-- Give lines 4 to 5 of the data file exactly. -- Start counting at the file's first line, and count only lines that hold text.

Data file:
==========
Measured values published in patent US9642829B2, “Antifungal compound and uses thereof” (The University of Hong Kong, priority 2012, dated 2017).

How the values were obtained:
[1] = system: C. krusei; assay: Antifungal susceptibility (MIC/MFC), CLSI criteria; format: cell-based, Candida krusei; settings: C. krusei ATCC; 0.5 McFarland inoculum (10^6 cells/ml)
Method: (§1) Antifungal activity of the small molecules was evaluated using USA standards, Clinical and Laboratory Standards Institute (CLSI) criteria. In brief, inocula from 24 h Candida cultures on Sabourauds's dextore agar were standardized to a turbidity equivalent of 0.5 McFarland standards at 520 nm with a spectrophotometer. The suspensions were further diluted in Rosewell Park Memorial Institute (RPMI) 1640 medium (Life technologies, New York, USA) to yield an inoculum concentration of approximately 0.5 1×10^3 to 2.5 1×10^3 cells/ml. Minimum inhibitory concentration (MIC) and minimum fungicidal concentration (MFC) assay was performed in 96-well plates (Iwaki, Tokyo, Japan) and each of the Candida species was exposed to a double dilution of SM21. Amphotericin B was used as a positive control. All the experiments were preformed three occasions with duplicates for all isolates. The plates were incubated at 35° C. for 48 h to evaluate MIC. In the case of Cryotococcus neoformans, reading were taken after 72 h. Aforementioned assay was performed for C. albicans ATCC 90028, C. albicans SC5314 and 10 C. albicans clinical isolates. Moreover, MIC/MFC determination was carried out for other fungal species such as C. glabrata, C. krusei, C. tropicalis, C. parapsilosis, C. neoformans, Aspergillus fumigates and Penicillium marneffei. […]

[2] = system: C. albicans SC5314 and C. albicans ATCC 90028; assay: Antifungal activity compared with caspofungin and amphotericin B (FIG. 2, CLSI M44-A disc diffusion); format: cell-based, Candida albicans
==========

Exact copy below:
Method: (§1) Antifungal activity of the small molecules was evaluated using USA standards, Clinical and Laboratory Standards Institute (CLSI) criteria. In brief, inocula from 24 h Candida cultures on Sabourauds's dextore agar were standardized to a turbidity equivalent of 0.5 McFarland standards at 520 nm with a spectrophotometer. The suspensions were further diluted in Rosewell Park Memorial Institute (RPMI) 1640 medium (Life technologies, New York, USA) to yield an inoculum concentration of approximately 0.5 1×10^3 to 2.5 1×10^3 cells/ml. Minimum inhibitory concentration (MIC) and minimum fungicidal concentration (MFC) assay was performed in 96-well plates (Iwaki, Tokyo, Japan) and each of the Candida species was exposed to a double dilution of SM21. Amphotericin B was used as a positive control. All the experiments were preformed three occasions with duplicates for all isolates. The plates were incubated at 35° C. for 48 h to evaluate MIC. In the case of Cryotococcus neoformans, reading were taken after 72 h. Aforementioned assay was performed for C. albicans ATCC 90028, C. albicans SC5314 and 10 C. albicans clinical isolates. Moreover, MIC/MFC determination was carried out for other fungal species such as C. glabrata, C. krusei, C. tropicalis, C. parapsilosis, C. neoformans, Aspergillus fumigates and Penicillium marneffei. […]

[2] = system: C. albicans SC5314 and C. albicans ATCC 90028; assay: Antifungal activity compared with caspofungin and amphotericin B (FIG. 2, CLSI M44-A disc diffusion); format: cell-based, Candida albicans